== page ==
OECD Recommends Swiss Tighten Policy Once Inflation Improves
Switzerland’s central bank should start to unwind its ultra-expansive monetary policy once inflation accelerates and the government supplement the effort with fiscal spending, according to the OECD.
The Paris-based group recommends interest-rate increases once consumer-price growth moves toward 1%, saying this would “provide policy space and reduce financial stability risks somewhat.” It also sees a need for clear communication to reduce exchange-rate volatility.
“If the economy is stronger, it can withstand some exchange rate appreciation,” said Christine Lewis, who heads the OECD’s Swiss desk.
The franc’s strength has helped to push down import prices, and Switzerland’s inflation rate has dropped below zero for the first time in three years. The SNB aims to keep it above zero but below 2%.
The OECD recommendation comes amid increasing criticism of the SNB’s negative interest rate from banks, insurers and pension funds. They blame the -0.75% deposit rate for crimping returns and say such a loose policy isn’t needed any more.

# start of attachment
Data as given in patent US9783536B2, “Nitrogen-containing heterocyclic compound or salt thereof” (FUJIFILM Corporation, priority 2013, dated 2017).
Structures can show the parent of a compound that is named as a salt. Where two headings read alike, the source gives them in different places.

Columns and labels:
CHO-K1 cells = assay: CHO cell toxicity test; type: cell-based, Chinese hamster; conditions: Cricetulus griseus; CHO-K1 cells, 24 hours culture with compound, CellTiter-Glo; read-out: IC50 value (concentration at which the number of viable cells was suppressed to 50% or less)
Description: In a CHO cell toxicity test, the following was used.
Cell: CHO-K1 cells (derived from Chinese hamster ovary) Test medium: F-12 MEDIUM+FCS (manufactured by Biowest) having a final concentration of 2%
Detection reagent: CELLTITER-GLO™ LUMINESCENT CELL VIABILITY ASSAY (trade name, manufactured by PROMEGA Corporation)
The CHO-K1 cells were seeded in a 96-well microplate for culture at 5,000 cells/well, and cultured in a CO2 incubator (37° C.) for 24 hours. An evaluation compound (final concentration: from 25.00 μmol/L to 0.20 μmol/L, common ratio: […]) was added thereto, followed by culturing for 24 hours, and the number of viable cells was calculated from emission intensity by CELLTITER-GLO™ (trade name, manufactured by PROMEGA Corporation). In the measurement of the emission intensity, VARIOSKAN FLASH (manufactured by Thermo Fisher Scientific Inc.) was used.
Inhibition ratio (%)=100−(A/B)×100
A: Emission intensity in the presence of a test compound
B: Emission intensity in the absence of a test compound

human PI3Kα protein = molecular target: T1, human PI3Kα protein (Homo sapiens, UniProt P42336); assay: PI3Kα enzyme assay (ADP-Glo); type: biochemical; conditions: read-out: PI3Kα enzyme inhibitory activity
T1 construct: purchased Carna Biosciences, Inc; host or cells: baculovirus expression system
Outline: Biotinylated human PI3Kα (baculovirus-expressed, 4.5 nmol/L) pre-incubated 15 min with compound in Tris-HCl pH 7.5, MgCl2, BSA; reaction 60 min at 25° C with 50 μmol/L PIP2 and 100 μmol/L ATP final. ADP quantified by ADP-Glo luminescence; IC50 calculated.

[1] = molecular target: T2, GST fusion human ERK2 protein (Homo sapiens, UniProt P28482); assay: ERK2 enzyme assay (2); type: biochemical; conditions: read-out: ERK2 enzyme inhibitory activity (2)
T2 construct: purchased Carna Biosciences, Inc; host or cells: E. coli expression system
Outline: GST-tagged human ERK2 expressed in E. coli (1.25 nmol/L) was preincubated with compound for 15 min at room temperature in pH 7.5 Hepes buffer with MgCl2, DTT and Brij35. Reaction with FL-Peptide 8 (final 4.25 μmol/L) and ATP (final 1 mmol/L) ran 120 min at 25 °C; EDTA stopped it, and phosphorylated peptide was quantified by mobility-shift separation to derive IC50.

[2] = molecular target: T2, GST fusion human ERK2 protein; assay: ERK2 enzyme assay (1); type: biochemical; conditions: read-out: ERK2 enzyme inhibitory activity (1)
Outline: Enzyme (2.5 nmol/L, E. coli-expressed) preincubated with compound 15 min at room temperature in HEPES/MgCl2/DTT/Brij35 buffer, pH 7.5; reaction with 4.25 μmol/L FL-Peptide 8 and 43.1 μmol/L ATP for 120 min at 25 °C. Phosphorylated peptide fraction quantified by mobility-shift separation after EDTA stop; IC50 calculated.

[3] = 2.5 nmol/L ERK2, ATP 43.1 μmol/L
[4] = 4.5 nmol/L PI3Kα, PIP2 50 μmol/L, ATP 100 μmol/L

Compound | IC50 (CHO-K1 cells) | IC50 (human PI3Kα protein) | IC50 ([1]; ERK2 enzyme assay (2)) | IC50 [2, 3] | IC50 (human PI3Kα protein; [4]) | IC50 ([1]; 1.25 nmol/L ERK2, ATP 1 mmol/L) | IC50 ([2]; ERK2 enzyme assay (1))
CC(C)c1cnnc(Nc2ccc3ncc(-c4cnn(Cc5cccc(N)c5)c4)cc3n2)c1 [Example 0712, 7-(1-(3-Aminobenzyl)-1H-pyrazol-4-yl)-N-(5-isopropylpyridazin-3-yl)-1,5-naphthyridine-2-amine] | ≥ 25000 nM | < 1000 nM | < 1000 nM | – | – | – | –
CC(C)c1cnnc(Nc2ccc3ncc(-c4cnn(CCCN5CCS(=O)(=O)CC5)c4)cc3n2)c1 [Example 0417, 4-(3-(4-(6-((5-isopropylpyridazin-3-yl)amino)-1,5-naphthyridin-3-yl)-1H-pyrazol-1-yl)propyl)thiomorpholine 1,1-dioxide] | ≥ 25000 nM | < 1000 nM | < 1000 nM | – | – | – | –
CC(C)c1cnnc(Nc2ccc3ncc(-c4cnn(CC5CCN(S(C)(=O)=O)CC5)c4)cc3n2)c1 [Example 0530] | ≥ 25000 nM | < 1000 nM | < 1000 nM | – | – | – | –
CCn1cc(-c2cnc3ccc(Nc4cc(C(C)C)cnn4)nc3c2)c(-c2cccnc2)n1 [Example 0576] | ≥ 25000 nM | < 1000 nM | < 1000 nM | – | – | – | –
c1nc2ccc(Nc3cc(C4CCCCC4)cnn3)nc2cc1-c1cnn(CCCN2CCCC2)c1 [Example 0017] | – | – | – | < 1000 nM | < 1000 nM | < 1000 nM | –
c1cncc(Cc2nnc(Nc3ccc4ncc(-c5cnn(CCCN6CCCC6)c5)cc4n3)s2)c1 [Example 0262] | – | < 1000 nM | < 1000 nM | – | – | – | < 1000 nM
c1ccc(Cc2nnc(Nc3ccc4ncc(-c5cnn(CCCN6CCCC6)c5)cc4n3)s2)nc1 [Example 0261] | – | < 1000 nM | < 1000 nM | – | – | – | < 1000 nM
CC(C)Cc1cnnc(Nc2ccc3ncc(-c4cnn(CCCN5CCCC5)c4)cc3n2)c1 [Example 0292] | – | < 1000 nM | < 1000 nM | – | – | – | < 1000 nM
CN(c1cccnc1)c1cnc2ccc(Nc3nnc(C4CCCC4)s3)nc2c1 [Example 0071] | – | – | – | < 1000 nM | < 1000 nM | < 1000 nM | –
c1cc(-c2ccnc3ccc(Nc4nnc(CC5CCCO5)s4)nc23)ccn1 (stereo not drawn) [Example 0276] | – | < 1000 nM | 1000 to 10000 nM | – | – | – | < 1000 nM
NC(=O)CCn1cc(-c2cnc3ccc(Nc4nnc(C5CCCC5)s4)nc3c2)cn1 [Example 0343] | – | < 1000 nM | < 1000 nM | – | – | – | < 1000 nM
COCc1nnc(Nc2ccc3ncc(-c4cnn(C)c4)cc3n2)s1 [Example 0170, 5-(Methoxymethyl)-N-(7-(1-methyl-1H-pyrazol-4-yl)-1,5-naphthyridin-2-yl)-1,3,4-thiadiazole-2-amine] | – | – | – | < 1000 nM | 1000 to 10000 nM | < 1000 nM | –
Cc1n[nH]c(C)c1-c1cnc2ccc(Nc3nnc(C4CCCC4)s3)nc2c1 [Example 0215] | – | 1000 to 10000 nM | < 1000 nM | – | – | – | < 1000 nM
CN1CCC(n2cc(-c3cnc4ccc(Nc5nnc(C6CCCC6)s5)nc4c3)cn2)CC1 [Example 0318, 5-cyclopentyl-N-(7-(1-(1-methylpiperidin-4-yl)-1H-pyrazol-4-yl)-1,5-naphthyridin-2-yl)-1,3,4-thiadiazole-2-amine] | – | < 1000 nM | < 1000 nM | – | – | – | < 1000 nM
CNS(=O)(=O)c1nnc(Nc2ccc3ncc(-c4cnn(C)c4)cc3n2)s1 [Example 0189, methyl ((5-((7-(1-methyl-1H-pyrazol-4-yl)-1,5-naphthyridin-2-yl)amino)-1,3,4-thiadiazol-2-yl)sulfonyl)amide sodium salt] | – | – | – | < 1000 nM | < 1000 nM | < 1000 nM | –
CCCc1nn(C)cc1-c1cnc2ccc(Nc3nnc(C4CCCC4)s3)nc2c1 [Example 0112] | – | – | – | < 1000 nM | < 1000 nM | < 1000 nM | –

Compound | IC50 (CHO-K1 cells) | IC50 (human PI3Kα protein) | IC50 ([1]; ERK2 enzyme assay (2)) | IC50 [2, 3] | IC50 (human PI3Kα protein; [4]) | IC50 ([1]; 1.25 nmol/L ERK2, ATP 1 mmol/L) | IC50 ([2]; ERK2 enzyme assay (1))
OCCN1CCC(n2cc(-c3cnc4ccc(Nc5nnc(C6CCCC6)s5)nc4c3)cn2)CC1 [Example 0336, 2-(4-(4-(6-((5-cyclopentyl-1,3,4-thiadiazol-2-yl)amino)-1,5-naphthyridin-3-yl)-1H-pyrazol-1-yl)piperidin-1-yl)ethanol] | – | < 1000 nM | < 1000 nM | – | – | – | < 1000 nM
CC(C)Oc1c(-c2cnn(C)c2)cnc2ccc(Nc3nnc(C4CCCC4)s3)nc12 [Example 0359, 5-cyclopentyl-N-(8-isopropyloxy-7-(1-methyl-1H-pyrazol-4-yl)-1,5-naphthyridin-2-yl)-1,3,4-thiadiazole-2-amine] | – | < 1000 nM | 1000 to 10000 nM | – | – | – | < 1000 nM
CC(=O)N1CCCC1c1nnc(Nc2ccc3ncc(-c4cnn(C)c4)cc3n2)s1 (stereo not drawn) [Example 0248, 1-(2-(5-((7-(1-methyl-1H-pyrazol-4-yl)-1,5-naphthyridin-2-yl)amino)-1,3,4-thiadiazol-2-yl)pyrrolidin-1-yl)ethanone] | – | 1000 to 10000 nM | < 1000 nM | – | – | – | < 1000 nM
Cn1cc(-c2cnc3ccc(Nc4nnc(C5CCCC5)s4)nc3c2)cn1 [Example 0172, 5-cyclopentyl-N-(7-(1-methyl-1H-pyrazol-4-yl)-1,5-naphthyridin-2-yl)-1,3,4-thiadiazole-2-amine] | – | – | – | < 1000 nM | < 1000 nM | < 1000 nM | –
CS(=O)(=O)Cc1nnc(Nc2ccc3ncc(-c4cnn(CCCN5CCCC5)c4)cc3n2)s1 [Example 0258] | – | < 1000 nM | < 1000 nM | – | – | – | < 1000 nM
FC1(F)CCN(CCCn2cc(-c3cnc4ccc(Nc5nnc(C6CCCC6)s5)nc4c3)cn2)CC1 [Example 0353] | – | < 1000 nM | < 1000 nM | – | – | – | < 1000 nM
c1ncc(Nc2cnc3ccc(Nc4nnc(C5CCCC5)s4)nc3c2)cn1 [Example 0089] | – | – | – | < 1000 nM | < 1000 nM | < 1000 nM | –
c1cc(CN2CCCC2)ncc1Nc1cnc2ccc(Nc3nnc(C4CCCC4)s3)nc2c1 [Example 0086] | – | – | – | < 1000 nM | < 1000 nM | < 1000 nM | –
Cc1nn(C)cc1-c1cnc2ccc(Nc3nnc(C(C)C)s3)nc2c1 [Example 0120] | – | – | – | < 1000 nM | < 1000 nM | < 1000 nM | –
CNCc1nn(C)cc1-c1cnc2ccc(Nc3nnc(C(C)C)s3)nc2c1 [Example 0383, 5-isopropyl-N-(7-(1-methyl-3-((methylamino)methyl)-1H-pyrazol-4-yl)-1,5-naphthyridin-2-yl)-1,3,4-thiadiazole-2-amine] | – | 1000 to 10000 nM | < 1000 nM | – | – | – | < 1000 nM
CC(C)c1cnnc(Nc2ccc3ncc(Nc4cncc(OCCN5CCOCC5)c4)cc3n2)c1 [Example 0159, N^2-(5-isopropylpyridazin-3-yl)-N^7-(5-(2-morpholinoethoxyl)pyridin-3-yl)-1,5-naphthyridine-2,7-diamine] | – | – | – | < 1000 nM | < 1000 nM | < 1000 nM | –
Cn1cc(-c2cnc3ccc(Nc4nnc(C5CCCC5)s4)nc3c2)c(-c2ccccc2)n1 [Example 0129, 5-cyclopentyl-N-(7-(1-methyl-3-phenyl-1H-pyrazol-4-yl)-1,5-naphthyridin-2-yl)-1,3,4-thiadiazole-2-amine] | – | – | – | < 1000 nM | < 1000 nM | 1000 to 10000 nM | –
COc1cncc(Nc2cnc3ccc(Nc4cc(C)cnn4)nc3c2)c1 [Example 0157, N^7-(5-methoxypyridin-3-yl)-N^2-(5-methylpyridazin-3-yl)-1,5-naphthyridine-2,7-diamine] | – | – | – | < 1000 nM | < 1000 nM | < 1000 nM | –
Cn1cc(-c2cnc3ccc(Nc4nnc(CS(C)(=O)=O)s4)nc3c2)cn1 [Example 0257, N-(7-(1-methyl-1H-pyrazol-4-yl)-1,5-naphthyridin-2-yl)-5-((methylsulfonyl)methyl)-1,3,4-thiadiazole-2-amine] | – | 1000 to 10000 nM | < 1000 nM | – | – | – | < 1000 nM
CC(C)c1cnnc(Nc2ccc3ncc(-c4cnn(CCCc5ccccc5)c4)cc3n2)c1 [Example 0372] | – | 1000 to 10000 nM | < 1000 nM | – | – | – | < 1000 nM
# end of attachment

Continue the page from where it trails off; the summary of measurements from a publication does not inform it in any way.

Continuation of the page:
The SNB, whose sub-zero rates have been in force for almost five years, says they’re necessary to prevent the franc from appreciating. While inflation was about 1% in 2018, the franc’s appreciation against the euro means the central bank sees it averaging just 0.4% this year.
In Switzerland, where the debt-to-GDP ratio is just 40%, public expenditure is controlled by a debt break to prevent a buildup of leverage. Critics, including the International Monetary Fund, argue the stance is unnecessarily severe.
The OECD echoed that view, calling for Switzerland to spend more to raise long-term growth, such as by investment in programs to tackle climate change and its aging society.
©2019 Bloomberg L.P.